Wednesday, December 10, 2014

Honey by Sarah Weeks


Honey by Sarah Weeks. 152 p. Scholastic Press/ Scholastic Inc., January 27, 2015. 9780545465571. (Review from arc provided by publisher)

For all of Melody's ten years, it has been just her and her dad. She doesn't ask much about her mother because it seems to cause her father too much pain. She tells herself that she's fine with that. What she's not fine with is the fact that she overhears her father call someone, "Honey" on the phone. What does this mean? Who can it be? Why hasn't her father said anything to her? With the help of her best friend, Nick and her annoying, little neighbor, Teeny, Melody investigates. The investigation centers around The Bee Hive, a new salon that recently opened and all clues seem to point to her teacher - the teacher she hates and seems to hate her in return.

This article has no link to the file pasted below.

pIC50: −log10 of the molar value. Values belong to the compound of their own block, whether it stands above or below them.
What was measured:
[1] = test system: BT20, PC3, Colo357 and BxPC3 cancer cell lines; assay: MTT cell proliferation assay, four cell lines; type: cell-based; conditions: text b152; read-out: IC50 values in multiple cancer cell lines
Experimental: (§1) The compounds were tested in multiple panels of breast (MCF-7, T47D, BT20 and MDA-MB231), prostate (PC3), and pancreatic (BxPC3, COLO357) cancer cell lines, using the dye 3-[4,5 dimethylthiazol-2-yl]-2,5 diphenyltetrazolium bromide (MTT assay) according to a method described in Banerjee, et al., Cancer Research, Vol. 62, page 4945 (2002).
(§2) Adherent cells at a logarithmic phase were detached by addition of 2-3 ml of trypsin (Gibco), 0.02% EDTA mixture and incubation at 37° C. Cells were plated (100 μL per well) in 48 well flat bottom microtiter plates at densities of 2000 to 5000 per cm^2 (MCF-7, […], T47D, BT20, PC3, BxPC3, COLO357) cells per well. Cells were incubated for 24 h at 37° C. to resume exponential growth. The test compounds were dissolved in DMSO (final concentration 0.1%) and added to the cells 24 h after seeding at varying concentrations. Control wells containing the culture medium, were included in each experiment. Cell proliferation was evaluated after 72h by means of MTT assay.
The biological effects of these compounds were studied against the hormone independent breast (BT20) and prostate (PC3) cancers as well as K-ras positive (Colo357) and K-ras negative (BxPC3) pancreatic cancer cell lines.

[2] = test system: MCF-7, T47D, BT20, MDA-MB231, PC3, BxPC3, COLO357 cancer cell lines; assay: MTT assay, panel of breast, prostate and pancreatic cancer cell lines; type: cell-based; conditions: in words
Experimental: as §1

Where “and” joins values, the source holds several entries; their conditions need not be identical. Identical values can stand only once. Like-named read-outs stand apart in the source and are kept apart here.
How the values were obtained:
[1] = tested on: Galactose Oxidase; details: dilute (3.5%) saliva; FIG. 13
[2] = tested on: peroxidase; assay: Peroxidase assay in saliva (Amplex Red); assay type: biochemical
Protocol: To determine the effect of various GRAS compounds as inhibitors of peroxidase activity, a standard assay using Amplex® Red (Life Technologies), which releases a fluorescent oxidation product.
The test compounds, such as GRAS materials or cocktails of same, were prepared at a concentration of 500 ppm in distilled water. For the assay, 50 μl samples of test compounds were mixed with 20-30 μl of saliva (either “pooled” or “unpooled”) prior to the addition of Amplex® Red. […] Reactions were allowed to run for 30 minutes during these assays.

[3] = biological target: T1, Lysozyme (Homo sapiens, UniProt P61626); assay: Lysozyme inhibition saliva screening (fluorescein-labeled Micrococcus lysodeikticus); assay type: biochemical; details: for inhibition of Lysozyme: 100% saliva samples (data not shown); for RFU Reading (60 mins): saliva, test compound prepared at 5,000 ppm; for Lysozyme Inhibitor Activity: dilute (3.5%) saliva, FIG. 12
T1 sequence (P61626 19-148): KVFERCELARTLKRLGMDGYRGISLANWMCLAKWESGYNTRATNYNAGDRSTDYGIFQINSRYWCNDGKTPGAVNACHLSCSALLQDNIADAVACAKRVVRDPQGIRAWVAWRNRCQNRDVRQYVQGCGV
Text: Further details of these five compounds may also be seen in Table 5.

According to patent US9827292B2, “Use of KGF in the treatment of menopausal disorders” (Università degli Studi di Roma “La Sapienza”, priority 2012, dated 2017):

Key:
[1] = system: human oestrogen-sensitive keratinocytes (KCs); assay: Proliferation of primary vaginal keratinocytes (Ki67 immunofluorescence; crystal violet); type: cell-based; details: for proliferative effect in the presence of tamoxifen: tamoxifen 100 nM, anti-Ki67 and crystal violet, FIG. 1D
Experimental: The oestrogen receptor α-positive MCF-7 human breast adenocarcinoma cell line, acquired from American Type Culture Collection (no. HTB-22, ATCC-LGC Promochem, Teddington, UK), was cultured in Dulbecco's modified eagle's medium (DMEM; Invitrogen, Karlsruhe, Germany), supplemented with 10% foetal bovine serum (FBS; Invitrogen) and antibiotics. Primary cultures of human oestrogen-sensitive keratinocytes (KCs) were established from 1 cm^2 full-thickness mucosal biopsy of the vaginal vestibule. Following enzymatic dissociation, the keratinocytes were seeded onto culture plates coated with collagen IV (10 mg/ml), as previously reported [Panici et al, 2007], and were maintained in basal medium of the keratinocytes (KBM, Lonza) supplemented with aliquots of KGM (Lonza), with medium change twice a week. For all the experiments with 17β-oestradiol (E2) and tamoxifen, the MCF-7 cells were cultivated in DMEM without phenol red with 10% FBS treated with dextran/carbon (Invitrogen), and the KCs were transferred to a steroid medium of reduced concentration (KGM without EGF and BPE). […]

Meanwhile, in a parallel story, a dog named Mo misses his original owner even while his present owner takes fine care of him. He just knows that something is missing in his life. 

I finished it with tears brimming. What a treasure! What a perfect middle grade book! Perfect length, gorgeous cover, not one wasted word, a beautiful father/daughter relationship, a hysterical grandfather, a great boy/girl best friendship, an adorably annoying, pesky younger neighbor, a hoot of a misunderstanding and the longing of a dog.

This is one I've been picking up and opening to random sections to reread. It's one I will reread many times. I see an audiobook is releasing at the same time, so I'll be reading it with my ears as well.

ETA: In case my short review didn't make this clear: Honey is a must purchase addition for middle grade collections. Sarah Weeks has quite few fans among my fifth and sixth graders. Before I began booktalking the heck out of Pie, I was booktalking the heck out of So B. It and students who love gentle reads on the sad side just adore them all.

Additionally, I mentioned that the cover is perfect but I want to elaborate a bit. I love how it is similar to the cover of Pie in its colorful simplicity. While the stories are not related they both share main characters with yearning hearts.